Cannabidiol (CBD) oil and products made from it, including capsules, sprays, lotions, edibles, and “vapes”, have become immensely popular in just a few years and is now sold and marketed to treat a wide range of diseases. Buying products made from CBD oil became legal in Wisconsin for treatment of seizure disorders in 2014 with Lydia’s Law, which expanded to include any medical condition with note from health provider in 2017, and finally available to general public in 2018. But what exactly is being sold and does it really help?Read more
Kevin Love, a member of the Cleveland Cavaliers basketball team (yes, there are more players than just Lebron James, although some of these finals games may appear otherwise) reports following the symptoms in the middle of a basketball game: shortness of breath, heart racing, feeling like he was about to die. He abruptly left the game and was checked out at a hospital; all the tests came back normal. He had just experienced his first panic attack. He penned a wonderful piece for The Players Tribune going into detail about his panic attack, his misconceptions about mental health, and why it’s important to him to decrease the stigma of mental health. Bravo, Kevin! This fits right in with this year’s Mental Health Health theme – “#CureStigma.” One of the best ways to cure stigma is to educate –so here we go! Read more
September is National Suicide Prevention Month (this year’s hashtags are #SuicidePrevention and #StigmaFree if you want to check out social media to find events going on in your area). This blog already discussed one media sensation about suicide, the Netflix Series 13 Reasons Why. You may think that one media juggernaut dealing with suicide is enough, but you would be wrong. Enter the Broadway musical.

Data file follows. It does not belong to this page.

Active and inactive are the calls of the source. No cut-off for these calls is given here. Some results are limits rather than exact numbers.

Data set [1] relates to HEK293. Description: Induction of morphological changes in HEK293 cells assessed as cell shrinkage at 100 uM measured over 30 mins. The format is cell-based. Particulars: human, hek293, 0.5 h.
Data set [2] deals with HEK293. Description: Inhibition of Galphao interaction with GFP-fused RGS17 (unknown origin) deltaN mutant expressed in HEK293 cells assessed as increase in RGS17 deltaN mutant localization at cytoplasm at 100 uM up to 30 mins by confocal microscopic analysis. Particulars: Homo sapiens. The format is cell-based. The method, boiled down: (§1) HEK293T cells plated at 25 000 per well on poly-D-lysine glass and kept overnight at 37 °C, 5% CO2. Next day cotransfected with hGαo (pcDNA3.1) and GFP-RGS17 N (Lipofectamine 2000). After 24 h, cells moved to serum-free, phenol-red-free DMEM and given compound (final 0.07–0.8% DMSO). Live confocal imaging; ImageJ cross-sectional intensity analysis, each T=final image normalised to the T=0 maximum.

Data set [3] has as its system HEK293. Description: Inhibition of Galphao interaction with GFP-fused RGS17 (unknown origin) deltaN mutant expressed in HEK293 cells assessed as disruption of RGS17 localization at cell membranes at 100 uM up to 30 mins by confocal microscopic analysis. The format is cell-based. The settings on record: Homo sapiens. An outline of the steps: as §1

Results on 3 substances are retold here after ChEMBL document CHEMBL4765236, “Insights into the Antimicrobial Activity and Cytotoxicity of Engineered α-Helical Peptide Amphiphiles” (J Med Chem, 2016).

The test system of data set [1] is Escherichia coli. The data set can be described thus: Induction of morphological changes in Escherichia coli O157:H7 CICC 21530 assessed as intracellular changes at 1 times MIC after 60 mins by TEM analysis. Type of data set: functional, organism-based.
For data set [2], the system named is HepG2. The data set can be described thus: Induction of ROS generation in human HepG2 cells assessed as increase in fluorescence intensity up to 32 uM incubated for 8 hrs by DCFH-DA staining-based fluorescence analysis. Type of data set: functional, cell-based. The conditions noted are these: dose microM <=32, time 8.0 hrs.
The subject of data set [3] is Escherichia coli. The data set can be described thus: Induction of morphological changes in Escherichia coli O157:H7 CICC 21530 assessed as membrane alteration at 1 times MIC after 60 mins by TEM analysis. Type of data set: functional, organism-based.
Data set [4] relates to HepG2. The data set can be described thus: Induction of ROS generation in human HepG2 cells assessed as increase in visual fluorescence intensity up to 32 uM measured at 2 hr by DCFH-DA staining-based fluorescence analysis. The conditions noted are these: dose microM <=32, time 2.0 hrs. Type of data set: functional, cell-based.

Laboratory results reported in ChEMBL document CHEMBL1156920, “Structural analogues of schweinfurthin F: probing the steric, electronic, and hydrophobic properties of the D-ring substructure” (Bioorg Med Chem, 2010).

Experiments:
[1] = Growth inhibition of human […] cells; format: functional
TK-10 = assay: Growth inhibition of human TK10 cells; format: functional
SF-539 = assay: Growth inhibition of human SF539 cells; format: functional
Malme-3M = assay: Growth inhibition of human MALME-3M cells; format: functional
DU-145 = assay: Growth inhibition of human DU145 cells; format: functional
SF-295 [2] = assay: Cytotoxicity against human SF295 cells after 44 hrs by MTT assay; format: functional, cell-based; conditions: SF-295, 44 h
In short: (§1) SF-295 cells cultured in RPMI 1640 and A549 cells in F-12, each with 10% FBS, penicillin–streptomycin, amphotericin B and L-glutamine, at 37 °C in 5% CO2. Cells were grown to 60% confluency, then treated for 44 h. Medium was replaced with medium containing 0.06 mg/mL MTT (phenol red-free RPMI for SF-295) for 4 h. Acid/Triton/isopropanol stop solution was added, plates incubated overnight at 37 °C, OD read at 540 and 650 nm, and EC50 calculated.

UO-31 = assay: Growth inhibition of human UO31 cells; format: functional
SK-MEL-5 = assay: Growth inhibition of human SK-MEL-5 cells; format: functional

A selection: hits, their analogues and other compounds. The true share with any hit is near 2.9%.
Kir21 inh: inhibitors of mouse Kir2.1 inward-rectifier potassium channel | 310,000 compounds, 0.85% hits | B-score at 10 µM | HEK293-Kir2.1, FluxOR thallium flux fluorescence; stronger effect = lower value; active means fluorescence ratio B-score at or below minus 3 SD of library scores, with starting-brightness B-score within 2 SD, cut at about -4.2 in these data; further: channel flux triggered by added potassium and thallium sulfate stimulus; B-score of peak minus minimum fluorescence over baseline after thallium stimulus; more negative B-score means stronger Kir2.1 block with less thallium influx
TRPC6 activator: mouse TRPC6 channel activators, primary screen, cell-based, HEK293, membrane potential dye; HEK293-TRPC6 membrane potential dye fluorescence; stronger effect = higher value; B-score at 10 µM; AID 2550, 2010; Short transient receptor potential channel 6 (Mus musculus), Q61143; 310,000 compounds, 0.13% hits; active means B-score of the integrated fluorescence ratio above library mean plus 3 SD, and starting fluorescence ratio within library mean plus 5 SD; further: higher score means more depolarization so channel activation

With the recent death of Carrie Fisher (RIP, General Organa), a vocal advocate for mental health, there has been a lot of discussion around bipolar disorder. There are several basic types of bipolar disorder; all of them involve clear changes in moods, energy, and activity levels. These moods range from periods of extreme emotional highs, feelings of elation, and energized behavior (known as manic episodes) to very sad, “down,” or hopeless periods (known as depressive episodes). It’s normal for people to have some moods swings between high and low, so what makes this psychiatric disorder such a big deal?